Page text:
Everett vanishing for seven hours a day has some incredible upside with the biggest being that an entire block of time will be devoted to my writing career that won't be interrupted by declarations that I'm now Baloo and we much dance to "The Bare Necessities." But the seven hours of uninterrupted time is also something I've lived without for 3 years and the days just aren't going to be the same without my imaginative and energetic buddy constantly mixing things up.
To be honest, my own despair and fear of Everett starting school has less to do with his absence and more to the fact this is indisputable proof that my baby boy is growing up. From this point on in his life, he is going to have some kind of responsibility during weekdays. It is also the first time that he will be away for a long period of time and have other influences latching on to him. It is step one in tarnishing his innocence or at least, my own manufactured version of his innocence that I've been promoting for his entire lifetime.
Many of the funny quirks and thoughts that Everett has showcased are now destined to either evolve or be entirely wiped out as he gets exposed to new kids and presented with different worldviews. This is all great, but part of me wants to snuggle with him and never let go of the boy who believes (and sees) a hippo lives in our pond and that when you burp the food in your stomach is pushed into your feet.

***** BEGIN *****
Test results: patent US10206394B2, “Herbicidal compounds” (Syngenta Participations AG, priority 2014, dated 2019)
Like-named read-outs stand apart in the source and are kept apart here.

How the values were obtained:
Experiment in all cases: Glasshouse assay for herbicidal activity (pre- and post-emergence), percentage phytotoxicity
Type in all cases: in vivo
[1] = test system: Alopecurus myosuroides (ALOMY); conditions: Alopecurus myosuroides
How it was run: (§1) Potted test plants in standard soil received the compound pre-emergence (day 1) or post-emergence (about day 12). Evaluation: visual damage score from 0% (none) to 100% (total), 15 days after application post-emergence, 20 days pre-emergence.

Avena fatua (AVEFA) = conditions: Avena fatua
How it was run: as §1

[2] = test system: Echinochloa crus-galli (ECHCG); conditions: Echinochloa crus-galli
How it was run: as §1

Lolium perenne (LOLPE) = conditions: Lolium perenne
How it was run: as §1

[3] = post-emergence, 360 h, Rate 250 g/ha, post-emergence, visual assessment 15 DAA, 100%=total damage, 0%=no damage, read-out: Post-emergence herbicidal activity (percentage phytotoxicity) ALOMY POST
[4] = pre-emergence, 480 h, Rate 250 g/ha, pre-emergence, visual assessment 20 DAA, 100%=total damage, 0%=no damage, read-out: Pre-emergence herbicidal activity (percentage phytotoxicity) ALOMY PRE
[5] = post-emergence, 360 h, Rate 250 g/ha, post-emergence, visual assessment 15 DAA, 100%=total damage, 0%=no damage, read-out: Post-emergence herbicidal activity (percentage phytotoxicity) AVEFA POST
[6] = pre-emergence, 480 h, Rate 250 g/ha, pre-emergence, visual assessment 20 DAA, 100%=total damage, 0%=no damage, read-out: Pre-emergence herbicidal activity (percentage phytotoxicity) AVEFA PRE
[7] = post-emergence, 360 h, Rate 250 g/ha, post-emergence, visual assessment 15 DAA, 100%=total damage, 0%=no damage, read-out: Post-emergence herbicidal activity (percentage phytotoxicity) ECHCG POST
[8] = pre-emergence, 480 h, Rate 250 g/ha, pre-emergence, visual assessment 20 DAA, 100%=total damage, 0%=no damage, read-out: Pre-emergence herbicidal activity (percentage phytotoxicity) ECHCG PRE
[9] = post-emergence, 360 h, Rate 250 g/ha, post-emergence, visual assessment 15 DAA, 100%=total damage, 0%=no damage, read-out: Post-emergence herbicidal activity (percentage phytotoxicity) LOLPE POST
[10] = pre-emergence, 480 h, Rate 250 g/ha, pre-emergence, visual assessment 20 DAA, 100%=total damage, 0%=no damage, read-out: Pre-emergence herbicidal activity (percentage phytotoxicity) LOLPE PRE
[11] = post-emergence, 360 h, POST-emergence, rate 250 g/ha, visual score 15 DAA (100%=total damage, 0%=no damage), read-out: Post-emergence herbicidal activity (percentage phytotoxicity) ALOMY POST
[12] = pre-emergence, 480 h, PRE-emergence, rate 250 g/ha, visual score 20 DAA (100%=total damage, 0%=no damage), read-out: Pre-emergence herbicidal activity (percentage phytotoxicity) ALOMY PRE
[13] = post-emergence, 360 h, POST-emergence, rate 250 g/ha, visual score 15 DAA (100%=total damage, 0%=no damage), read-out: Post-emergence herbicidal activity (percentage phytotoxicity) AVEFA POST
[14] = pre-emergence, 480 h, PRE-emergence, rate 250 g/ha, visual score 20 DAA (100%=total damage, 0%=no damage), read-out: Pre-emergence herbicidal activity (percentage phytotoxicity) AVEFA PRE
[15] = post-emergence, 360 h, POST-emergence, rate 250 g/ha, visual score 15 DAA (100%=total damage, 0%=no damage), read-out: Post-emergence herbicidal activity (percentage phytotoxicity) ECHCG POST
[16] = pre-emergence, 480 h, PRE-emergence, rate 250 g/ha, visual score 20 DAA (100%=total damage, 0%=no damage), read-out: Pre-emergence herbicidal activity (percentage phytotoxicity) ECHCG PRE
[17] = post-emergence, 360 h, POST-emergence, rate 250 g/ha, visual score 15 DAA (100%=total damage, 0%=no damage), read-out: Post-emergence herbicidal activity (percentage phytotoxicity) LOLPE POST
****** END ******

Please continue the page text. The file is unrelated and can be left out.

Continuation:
Today was the day everything was about to change and Everett was going to become a student. Except it wasn't. Rather it turned out to be my first experience with the joys of school administration and a reminder why it is great to have a grandma nearby.
The problem all starts with me, which Emily will attest is often the case. The plan for the last year has been to enroll Everett in the local French Immersion School. We heard the very dangerous words of "if you live in the surrounding area of the school then you are automatically accepted." So, that gave us the leisure time to debate if we enroll Everett, especially since Emily wasn't entirely convinced she wanted to go this route over the traditional elementary school in our area. June seemed to be a good time to finally getting around to that whole enrollment thing, and it was then that we were informed that Everett was on a waiting list. My first lesson in not trusting what I'm told.
Since the school of choice was no longer a definite thing, I quickly enrolled him at the public school in our area. Then it was the summer waiting game of finding out if we'd get our first choice but safe in the knowledge Everett was officially enrolled in the second school that was a real guarantee.
Last week, we got the phone call that Everett was still chilling on the waiting list and it would remain that way when school started. He may still get into the school, but for now it was recommended he goes to the school in his area. We actually received a package that comfortably explained everything I needed to know about the French Immersion School. I didn't have a single thing from the other school other than some fresh new anxiety over what war zone I'd be throwing Everett into.